She likened regulation for chemicals to the "wild wild west."
“It’s almost impossible to walk into a store and know whether a product is safe or not,” she said. “Most parents assume they are safe because they hear about regulation all the time. I think the average parent thinks if they’re buying a mattress that it’s OK for their kid. But there could be chemicals in there they really don’t want their kids to sleep on.”
Of the 80,000 chemicals, roughly 2,800 of them are used in high volume, and fewer than 20 percent of them have been tested for possible toxicity to children, according to the Environmental Health Center, which advises parents to look for BPA-free and PVC-stickers and avoid plastics nos. 3, 6 and 7, for instance.
“Consumers are much more aware now of the link of chemicals and certain illnesses,” said Pat Jenny, acting vice president of grants at the New York Community Trust, which recently awarded Clean and Healthy New York a $50,000 grant to help its forthcoming retail campaign, among other work. “We have retailers very concerned about consumer complaints.”
Some specialty boutiques already pay close attention to chemicals, including Park Slope’s Norman & Jules, which carries toys made of natural materials or recycled plastic.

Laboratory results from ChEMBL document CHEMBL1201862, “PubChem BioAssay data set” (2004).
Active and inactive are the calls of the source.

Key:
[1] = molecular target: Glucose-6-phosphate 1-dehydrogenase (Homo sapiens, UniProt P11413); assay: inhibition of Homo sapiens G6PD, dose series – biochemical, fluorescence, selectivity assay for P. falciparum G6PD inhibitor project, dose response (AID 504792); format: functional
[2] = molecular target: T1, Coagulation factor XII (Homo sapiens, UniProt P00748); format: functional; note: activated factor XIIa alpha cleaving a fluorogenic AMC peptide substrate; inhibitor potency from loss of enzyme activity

“Kids go through the whole stage where they’re putting everything in their mouth,” said Courtney Ebner, who asks the manufacturers and artisans that make toys for her year-old shop about the materials they use. "They’re precious, new little lives, and we don’t want any chemicals on them."
She and her husband, Avi Kravitz, stock products that encourage creativity, inspired by the research they did about preventing developmental delays for their daughter, Charley, who was born 13 weeks early and is now 2 years old. But the couple also wanted to carry toys that wouldn’t harm children or the environment, Ebner said.
“It takes more time,” Ebner said of her shop, which has an array of wooden and artisanal toys. “But we feel so strongly because we want to have safe products.”
A spokeswoman for Babies 'R' Us pointed to the company’s website that lists its safety practices regarding policies limiting the use of chemicals, noting, for instance, the company no longer sells vinyl bibs in favor of PVC-free ones.
A Buy Buy Baby spokeswoman said the company would "be happy to consider information" from Clean and Healthy's campaign in "connection with our ongoing commitment to the safety of the products we sell."
Zissu joked that she has to wear nose clips when going to Buy Buy Baby, which she only does if she needs something that she can’t immediately get online or elsewhere.
“I run in and run out,” she said. “I don't like it in there at all, and I can smell all of the products off-gassing their chemical components.
“It would be great if it were easier to find the kind of toys I'd like my kids to play with,” Zissu continued. “It can be exhausting having to find the good toy, then find where I can buy it in person versus online, then go to the store, [which is] usually out of the way. It's more time and work than 99.9 percent of the parents out there have the energy to deal with."